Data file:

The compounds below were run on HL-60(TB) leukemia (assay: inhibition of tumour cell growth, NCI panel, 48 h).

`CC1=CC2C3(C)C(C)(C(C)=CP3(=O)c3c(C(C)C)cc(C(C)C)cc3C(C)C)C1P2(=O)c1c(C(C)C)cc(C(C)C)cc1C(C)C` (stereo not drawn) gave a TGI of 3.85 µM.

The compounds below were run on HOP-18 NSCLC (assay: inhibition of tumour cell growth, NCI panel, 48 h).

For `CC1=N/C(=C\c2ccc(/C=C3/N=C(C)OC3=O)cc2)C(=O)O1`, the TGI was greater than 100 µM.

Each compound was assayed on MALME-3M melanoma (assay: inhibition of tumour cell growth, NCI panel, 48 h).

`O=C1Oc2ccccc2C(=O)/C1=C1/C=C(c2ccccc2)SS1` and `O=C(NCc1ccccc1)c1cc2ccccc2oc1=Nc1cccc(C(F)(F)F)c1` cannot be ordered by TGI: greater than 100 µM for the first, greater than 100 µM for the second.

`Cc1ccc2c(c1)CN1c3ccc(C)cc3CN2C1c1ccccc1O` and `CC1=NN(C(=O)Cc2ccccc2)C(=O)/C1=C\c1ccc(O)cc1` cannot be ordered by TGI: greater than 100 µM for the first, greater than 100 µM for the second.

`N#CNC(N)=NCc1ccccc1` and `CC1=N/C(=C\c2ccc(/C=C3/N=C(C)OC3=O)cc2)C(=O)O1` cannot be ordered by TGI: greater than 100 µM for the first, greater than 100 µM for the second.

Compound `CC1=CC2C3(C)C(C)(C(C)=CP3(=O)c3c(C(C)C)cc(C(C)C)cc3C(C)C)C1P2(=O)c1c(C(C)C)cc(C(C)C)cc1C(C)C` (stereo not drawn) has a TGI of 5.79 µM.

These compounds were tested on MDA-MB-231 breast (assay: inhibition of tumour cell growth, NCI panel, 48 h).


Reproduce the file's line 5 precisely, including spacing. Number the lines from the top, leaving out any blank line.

Each compound was assayed on MALME-3M melanoma (assay: inhibition of tumour cell growth, NCI panel, 48 h).